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Saturday, September 17, 2005

As Ferrer Gains Support, Bloomberg Chooses to Withhold Some - New York Times

As Ferrer Gains Support, Bloomberg Chooses to Withhold Some - New York TimesSeptember 17, 2005
As Ferrer Gains Support, Bloomberg Chooses to Withhold Some
By JIM RUTENBERG and DIANE CARDWELL

On the day that Senator Hillary Rodham Clinton endorsed the mayoral candidacy of Fernando Ferrer, Mayor Michael R. Bloomberg broke with the Republican White House and said he opposed the Supreme Court nomination of Judge John G. Roberts Jr.

In a statement handed out to reporters at City Hall yesterday, Mr. Bloomberg complimented Judge Roberts's legal knowledge and integrity but said that he was opposed to the nomination because he did not accept "the landmark Roe v. Wade ruling as settled law."

"What I was waiting for, as were many Americans, was a clear affirmation that the life-altering decision as to whether or not to have a child must be a woman's decision," Mr. Bloomberg said in his statement. "Unfortunately, Judge Roberts's response did not indicate a commitment to protect a woman's right to choose."

During his confirmation hearings, Judge Roberts has declined to state his position on Roe v. Wade explicitly, saying, "I should stay away from discussions of particular issues that are likely to come before the court again."

At the White House, a senior aide said that the news was not received warmly and that the administration's annoyance with Mr. Bloomberg was promptly shared with his campaign team.

Mr. Bloomberg's aides would not discuss the exchange, but did not seem displeased that the exchange had become public; it portrayed the mayor as battling the administration to which the Democrats are trying to tie him.

Mr. Bloomberg has no role in the Senate confirmation process, but he has been pilloried throughout the campaign season for his ties to the Republican governor and president. He has now staked out a position, however, that burnishes his appeal among Democrats in an area where Mr. Ferrer has made seemingly inconsistent statements.

For his part, Mr. Ferrer said in July that he opposed the nomination because of what he saw as a lack of commitment to protecting abortion rights and because of Mr. Roberts's role as Gov. Jeb Bush's adviser during the Florida vote recount in the 2000 presidential election.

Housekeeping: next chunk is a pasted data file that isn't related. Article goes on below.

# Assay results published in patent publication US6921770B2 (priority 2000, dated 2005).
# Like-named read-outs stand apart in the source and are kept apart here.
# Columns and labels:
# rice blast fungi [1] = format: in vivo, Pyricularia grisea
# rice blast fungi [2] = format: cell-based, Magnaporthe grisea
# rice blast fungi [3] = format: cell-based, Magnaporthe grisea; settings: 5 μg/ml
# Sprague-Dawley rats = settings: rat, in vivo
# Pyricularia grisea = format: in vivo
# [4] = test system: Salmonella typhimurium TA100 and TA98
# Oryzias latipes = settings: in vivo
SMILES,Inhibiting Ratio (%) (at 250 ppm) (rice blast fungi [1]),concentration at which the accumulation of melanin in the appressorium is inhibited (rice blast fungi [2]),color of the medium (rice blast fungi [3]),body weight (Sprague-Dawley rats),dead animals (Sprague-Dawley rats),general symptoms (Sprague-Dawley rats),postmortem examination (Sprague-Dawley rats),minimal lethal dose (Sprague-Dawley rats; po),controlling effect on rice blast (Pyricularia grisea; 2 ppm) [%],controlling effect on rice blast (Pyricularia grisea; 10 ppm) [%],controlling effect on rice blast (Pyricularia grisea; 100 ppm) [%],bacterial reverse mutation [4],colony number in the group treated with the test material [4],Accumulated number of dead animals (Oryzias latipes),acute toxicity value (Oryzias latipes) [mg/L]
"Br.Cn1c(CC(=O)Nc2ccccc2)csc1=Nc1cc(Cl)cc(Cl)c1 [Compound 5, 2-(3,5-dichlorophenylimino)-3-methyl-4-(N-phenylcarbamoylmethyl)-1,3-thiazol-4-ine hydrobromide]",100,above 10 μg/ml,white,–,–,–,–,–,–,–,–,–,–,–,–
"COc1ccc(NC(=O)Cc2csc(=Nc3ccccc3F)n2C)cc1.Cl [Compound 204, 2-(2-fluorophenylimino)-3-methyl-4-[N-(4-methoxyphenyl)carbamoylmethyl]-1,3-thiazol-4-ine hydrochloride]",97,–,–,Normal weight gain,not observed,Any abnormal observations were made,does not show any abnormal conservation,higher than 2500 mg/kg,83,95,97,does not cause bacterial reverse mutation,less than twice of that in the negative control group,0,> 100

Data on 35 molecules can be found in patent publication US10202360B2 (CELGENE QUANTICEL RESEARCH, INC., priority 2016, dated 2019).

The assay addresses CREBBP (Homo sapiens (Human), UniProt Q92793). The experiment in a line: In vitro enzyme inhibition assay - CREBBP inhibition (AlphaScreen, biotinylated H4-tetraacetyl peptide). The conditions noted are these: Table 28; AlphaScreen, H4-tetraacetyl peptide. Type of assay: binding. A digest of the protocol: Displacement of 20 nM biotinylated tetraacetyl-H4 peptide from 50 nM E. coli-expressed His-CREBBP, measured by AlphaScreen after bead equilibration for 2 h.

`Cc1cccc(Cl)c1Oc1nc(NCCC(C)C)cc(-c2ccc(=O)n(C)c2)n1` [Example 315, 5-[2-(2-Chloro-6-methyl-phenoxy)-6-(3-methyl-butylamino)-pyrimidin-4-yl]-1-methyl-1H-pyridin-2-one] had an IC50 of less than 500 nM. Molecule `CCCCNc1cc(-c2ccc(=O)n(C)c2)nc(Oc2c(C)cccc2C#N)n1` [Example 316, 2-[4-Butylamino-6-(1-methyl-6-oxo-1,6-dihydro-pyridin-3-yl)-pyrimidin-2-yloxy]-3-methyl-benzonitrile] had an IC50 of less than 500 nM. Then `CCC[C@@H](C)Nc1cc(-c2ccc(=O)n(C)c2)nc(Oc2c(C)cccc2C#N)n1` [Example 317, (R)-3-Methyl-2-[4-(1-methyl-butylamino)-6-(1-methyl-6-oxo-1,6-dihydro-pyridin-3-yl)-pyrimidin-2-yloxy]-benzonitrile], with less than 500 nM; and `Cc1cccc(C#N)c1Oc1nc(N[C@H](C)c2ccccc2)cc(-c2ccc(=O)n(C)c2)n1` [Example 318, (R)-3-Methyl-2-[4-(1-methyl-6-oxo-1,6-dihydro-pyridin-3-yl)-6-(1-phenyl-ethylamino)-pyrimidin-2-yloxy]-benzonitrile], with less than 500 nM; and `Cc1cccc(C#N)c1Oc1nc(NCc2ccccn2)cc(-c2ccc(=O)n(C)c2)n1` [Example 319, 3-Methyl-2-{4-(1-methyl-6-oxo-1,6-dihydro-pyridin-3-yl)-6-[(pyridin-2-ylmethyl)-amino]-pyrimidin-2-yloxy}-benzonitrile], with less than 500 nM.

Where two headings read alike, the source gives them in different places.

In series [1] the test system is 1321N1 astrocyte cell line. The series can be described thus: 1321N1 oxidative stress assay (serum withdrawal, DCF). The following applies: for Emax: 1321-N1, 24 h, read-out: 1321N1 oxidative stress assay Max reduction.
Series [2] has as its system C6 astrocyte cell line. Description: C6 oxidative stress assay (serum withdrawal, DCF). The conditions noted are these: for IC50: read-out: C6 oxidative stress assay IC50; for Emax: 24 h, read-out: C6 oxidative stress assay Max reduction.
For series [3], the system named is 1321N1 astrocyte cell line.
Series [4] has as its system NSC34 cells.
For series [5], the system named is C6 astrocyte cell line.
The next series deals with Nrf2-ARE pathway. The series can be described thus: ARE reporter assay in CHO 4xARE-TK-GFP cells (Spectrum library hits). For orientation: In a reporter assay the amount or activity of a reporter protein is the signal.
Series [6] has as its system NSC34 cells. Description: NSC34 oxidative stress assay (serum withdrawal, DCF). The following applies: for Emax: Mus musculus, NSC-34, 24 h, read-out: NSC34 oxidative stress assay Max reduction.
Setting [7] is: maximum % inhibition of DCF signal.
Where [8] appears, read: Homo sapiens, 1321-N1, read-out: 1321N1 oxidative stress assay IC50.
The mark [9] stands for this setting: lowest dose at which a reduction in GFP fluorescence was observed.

The mayor's statement came on a day when Mr. Ferrer reveled in his new status as the presumptive Democratic nominee and tried to create a sense of excitement for his campaign with glowing endorsements from Mrs. Clinton and Senator Charles E. Schumer. But Mr. Bloomberg's campaign clearly intended to make a pre-emptive strike with a statement that could undercut the endorsements and curb the effect of early attacks by Mr. Ferrer on Mr. Bloomberg's Republican connections.

The Bloomberg campaign also worked to make further inroads into Mr. Ferrer's strongest base of support - Hispanics - by releasing a 30-second Spanish-language television advertisement featuring the salsa singer Willie Colón urging New Yorkers to re-elect Mr. Bloomberg. At a news briefing at Mr. Bloomberg's headquarters yesterday, Mr. Colón said he intended to campaign actively for the mayor in Puerto Rican neighborhoods.

Mr. Bloomberg's statement about Judge Roberts seemed to have had at least some of its intended benefit: It was picked up by national news agencies and also the Drudge Report Web site - closely read by the nation's political classes - which linked to a Reuters report calling Mr. Bloomberg "the first noted Republican to break with the Bush administration over who should lead America's top court."

Mrs. Clinton and Mr. Schumer said that they were still weighing their decisions about how to vote on Judge Roberts. Mr. Schumer is a member of the Judiciary Committee, which is currently considering the nomination, but Mr. Bloomberg's move may raise even more interest in what Mrs. Clinton, who is considering a presidential race, may do.

The senators, however, would not be drawn into any discussion of Mr. Bloomberg, saying the day was all about Mr. Ferrer.

"We have a lot of positive things to say about Freddy," said Mrs. Clinton, who said that she and her husband, Bill, would campaign for him as their schedules permitted.

Both senators praised Mr. Ferrer for contributing to the renaissance of the Bronx and for what they said was his history in helping those less fortunate.

"He believes that if you're given an opportunity in life, you have an obligation to make sure the door stays open behind you," Mrs. Clinton said. "Now these are not only Freddy's values, these are Democratic values."

But for all of the invocation of Democratic identity, Mr. Ferrer at one point blew a kiss across party lines. In accepting the endorsement, made before students and faculty at LaGuardia Community College in Long Island City, Queens, he alluded to Mr. Bloomberg in discussing the man for whom the school is named, painting the mayor as incapable of understanding the lives of ordinary New Yorkers.

Fiorello H. La Guardia, he said, "came from about the same place we did and knew what life was at the top because he started out at the bottom and it gives you a real sense of what New York is all about, right from its sidewalks."

Mr. La Guardia, the city's 99th mayor, was a Republican.

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